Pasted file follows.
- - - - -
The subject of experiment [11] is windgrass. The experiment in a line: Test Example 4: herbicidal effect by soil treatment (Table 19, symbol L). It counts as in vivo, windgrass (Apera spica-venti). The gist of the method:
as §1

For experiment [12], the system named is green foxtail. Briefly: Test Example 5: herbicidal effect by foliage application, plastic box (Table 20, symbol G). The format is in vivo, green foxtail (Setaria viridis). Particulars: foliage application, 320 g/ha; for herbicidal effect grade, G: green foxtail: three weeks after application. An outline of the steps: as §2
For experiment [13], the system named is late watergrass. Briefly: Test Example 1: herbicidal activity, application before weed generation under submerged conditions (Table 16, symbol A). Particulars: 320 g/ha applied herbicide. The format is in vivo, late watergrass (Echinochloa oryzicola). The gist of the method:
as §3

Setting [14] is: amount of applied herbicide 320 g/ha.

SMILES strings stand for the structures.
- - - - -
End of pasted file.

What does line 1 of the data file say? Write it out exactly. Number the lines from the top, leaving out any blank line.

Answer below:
The subject of experiment [11] is windgrass. The experiment in a line: Test Example 4: herbicidal effect by soil treatment (Table 19, symbol L). It counts as in vivo, windgrass (Apera spica-venti). The gist of the method: